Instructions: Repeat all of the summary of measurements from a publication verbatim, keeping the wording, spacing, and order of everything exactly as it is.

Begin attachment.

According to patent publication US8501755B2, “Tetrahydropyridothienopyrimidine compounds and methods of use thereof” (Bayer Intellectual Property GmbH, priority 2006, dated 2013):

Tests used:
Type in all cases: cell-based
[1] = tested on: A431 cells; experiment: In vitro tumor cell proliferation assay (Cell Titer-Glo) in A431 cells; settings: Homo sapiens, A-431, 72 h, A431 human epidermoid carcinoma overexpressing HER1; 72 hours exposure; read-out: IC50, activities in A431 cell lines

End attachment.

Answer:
According to patent publication US8501755B2, “Tetrahydropyridothienopyrimidine compounds and methods of use thereof” (Bayer Intellectual Property GmbH, priority 2006, dated 2013):

Tests used:
Type in all cases: cell-based
[1] = tested on: A431 cells; experiment: In vitro tumor cell proliferation assay (Cell Titer-Glo) in A431 cells; settings: Homo sapiens, A-431, 72 h, A431 human epidermoid carcinoma overexpressing HER1; 72 hours exposure; read-out: IC50, activities in A431 cell lines